On Dec. 5, three missionaries killed in Peru by communist terrorists — the Polish Franciscan Fathers Zbigniew Strzałkowski and Michał Tomaszek and the Italian diocesan priest Alessandro Dordi — will be beatified.
Paradoxically, both the missionaries and terrorists had a common goal: to empower the poor. However, the missionaries saw Christian love as the solution to inequality, while the atheist terrorists chose hatred.
Although today’s Peru enjoys impressive economic growth, in the 1980s, the South-American nation was plagued by poverty and violence. As a response to the growing pauperization of Peruvian society, the Communist Party of Peru, called the Shining Path (Sendero Luminoso), engaged in acts of terrorism. It was influenced by the philosophy of Chinese revolutionary Mao Zedong (who killed more people than Hitler and Stalin), positing constant war to liberate the working class.
Although the Shining Path made Peru a dangerous country, many European priests chose to become missionaries there. They included Polish Franciscans Strzałkowski (1958-1991) and Tomaszek (1960-1991), who entered seminary shortly after their countryman St. John Paul II was elected pope.
“Our entire generation was deeply influenced by this pope and his teachings,” recalled Father Zbigniew Swierczek, a Franciscan in Krakow, Poland, who was friends with the Polish priests in seminary. “They came from families where faith was treated seriously, and so they were radical witnesses of Christ.”
Another Polish priest, St. Maximilian Kolbe, who was canonized in 1982, influenced his fellow Franciscans. Although St. Maximilian is best known for volunteering his life in Auschwitz to save the life of a fellow prisoner, he was also a missionary in Japan and used the media to spread the faith. Inspired by their saintly brother, Fathers Strzałkowski and Tomaszek decided to become missionaries and evangelists.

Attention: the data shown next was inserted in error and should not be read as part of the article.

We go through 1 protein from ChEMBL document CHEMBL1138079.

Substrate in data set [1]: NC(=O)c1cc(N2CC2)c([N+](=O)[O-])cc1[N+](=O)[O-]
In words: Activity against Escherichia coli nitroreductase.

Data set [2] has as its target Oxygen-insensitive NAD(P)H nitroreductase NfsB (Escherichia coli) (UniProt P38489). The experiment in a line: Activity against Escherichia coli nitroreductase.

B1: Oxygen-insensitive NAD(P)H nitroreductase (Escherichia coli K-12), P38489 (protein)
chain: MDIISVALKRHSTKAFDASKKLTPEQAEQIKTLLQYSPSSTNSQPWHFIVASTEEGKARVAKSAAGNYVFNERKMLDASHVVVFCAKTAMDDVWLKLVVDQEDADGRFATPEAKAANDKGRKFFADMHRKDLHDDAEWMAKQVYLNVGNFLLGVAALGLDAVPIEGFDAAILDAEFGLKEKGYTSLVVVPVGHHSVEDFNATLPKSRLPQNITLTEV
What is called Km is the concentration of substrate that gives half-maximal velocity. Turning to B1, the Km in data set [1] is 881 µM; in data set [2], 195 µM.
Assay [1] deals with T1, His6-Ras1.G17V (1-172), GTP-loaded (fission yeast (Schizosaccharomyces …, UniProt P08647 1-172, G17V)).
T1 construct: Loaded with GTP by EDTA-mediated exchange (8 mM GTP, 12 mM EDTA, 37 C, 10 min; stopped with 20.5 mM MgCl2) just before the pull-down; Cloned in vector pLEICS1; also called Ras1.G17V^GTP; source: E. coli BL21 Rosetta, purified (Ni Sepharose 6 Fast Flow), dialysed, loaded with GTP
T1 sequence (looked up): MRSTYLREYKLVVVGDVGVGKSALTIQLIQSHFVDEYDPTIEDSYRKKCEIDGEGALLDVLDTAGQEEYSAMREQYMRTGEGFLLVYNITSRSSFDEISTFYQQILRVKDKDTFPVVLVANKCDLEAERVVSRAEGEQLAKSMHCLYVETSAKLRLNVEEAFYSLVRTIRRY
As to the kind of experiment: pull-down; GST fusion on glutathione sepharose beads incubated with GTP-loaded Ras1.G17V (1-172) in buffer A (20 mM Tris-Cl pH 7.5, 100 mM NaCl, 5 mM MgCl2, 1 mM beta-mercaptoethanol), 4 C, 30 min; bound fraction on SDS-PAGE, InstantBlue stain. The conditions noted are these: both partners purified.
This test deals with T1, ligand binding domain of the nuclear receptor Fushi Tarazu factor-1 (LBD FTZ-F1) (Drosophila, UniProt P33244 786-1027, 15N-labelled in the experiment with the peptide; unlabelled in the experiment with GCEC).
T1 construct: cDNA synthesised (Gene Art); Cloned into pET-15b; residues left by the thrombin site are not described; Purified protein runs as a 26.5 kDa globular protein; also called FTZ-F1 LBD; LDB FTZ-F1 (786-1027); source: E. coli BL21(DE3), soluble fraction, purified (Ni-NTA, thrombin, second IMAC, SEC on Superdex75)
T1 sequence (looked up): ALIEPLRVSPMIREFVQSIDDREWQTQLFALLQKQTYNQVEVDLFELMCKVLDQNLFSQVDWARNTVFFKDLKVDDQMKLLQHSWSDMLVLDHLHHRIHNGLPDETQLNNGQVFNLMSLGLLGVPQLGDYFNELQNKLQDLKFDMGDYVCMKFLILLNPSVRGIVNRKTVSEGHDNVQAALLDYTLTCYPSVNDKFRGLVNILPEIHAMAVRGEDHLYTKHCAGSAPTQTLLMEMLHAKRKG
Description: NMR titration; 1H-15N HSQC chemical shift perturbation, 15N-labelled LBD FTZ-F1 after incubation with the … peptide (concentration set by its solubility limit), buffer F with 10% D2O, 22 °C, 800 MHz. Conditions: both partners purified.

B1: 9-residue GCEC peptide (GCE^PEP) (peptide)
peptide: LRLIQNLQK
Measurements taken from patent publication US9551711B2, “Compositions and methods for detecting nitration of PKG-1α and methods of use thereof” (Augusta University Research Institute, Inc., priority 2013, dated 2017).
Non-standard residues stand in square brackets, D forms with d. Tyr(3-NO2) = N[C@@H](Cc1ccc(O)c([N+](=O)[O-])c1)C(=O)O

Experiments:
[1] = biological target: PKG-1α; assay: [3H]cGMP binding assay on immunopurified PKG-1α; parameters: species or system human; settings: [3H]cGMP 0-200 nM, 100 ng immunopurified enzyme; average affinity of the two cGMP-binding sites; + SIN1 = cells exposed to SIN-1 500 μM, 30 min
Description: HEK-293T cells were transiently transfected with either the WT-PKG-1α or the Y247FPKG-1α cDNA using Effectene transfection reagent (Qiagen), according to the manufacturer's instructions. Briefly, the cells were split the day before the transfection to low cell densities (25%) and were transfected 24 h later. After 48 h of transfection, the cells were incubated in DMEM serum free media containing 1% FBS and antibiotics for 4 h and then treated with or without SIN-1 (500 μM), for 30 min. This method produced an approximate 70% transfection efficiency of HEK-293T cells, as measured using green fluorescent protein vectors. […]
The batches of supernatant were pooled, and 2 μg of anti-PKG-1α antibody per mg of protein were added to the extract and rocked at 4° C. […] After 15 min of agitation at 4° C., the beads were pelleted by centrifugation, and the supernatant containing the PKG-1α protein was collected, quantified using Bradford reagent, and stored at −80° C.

“In seminary, we greatly admired Father Kolbe because he was very traditional in his faith and his Marian devotion, yet he was also someone who excellently used new technology for evangelization,” Father Swierczek explained.
In 1988, Father Strzałkowski and his fellow Franciscan Father Jarosław Wysoczanski went to Pariacoto in the Peruvian Diocese of Chimbote, and Father Tomaszek followed the next year. In the 1980s, Pariacoto was a poor, remote village in the Andes, mostly inhabited by Indians. Their poverty, however, was not only material in nature: Before the Polish Franciscans established a mission there in 1989, priests would only sporadically come to Pariacoto. As a result, the villagers had limited access to the sacraments. While most Pariacoto residents called themselves Catholics, their Mass attendance was infrequent, and concubines were the norm.
The Polish friars’ new parishioners took an immediate liking to them. In 1989, a great drought hit Peru; in response, the Polish friars brought food from the international Catholic charity Caritas to Pariacoto and appealed to charities for infrastructure that would ease access to water and teach the people how to create a local water-pipe network.